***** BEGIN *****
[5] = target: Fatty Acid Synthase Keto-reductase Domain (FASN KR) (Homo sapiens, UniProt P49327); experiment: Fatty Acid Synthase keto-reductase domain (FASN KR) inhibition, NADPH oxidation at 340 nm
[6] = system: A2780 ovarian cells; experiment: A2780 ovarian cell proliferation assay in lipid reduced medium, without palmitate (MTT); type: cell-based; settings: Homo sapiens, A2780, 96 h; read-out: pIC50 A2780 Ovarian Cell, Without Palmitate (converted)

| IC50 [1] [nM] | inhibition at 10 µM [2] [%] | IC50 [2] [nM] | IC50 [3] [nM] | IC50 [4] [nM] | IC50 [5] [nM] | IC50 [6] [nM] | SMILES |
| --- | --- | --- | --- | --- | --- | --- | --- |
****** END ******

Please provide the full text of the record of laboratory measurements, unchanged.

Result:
[5] = target: Fatty Acid Synthase Keto-reductase Domain (FASN KR) (Homo sapiens, UniProt P49327); experiment: Fatty Acid Synthase keto-reductase domain (FASN KR) inhibition, NADPH oxidation at 340 nm
[6] = system: A2780 ovarian cells; experiment: A2780 ovarian cell proliferation assay in lipid reduced medium, without palmitate (MTT); type: cell-based; settings: Homo sapiens, A2780, 96 h; read-out: pIC50 A2780 Ovarian Cell, Without Palmitate (converted)

| IC50 [1] [nM] | inhibition at 10 µM [2] [%] | IC50 [2] [nM] | IC50 [3] [nM] | IC50 [4] [nM] | IC50 [5] [nM] | IC50 [6] [nM] | SMILES |
| --- | --- | --- | --- | --- | --- | --- | --- |